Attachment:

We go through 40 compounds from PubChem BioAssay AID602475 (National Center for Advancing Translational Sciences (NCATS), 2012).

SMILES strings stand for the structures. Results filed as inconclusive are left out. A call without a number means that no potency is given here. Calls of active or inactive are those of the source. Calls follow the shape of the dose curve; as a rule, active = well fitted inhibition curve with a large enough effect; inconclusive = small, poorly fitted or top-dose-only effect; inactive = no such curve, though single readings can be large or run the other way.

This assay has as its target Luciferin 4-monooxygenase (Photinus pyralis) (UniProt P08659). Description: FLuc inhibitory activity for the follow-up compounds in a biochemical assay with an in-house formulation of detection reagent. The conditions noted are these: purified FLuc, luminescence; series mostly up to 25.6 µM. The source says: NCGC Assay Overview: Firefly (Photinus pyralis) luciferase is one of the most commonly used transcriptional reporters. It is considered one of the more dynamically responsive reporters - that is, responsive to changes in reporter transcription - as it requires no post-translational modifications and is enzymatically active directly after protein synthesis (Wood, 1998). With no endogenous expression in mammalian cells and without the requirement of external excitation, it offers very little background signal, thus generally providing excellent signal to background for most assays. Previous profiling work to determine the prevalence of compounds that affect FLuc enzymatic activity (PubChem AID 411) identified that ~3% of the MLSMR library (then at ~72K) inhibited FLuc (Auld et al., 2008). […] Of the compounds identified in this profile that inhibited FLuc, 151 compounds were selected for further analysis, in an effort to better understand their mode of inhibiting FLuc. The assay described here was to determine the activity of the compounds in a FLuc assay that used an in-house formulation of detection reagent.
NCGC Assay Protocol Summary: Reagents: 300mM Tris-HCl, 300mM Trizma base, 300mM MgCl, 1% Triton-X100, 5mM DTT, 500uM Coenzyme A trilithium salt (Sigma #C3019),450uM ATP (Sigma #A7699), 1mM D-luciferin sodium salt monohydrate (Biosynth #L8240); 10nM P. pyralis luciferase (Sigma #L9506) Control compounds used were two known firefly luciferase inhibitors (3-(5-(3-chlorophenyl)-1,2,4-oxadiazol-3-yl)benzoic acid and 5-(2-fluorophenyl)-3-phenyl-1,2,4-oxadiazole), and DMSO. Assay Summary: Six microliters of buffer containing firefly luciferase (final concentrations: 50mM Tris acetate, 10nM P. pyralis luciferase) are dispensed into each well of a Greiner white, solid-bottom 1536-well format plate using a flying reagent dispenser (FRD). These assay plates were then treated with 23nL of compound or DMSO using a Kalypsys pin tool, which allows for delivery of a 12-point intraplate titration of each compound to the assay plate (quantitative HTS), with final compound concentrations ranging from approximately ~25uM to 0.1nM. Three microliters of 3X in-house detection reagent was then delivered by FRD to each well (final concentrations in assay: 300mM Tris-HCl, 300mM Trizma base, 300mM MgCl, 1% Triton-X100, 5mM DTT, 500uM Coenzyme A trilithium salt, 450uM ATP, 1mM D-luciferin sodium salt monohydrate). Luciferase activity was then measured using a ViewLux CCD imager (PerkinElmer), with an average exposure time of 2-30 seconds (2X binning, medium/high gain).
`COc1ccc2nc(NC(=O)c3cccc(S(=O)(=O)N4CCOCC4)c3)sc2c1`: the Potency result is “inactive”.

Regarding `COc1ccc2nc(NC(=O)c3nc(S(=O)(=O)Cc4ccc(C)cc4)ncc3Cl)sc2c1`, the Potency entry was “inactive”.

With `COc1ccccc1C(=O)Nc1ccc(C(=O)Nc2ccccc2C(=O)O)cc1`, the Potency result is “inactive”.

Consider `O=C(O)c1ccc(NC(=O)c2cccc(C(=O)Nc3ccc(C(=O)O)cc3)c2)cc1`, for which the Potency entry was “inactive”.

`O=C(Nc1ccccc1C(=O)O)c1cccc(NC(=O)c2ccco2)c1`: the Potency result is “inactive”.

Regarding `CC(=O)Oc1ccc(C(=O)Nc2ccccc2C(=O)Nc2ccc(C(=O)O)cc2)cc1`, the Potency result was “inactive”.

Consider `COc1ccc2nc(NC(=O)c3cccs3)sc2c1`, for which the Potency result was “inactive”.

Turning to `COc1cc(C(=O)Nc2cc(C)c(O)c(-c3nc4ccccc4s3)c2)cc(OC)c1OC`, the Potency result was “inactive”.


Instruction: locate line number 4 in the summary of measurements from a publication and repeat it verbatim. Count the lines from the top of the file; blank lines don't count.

NCGC Assay Protocol Summary: Reagents: 300mM Tris-HCl, 300mM Trizma base, 300mM MgCl, 1% Triton-X100, 5mM DTT, 500uM Coenzyme A trilithium salt (Sigma #C3019),450uM ATP (Sigma #A7699), 1mM D-luciferin sodium salt monohydrate (Biosynth #L8240); 10nM P. pyralis luciferase (Sigma #L9506) Control compounds used were two known firefly luciferase inhibitors (3-(5-(3-chlorophenyl)-1,2,4-oxadiazol-3-yl)benzoic acid and 5-(2-fluorophenyl)-3-phenyl-1,2,4-oxadiazole), and DMSO. Assay Summary: Six microliters of buffer containing firefly luciferase (final concentrations: 50mM Tris acetate, 10nM P. pyralis luciferase) are dispensed into each well of a Greiner white, solid-bottom 1536-well format plate using a flying reagent dispenser (FRD). These assay plates were then treated with 23nL of compound or DMSO using a Kalypsys pin tool, which allows for delivery of a 12-point intraplate titration of each compound to the assay plate (quantitative HTS), with final compound concentrations ranging from approximately ~25uM to 0.1nM. Three microliters of 3X in-house detection reagent was then delivered by FRD to each well (final concentrations in assay: 300mM Tris-HCl, 300mM Trizma base, 300mM MgCl, 1% Triton-X100, 5mM DTT, 500uM Coenzyme A trilithium salt, 450uM ATP, 1mM D-luciferin sodium salt monohydrate). Luciferase activity was then measured using a ViewLux CCD imager (PerkinElmer), with an average exposure time of 2-30 seconds (2X binning, medium/high gain).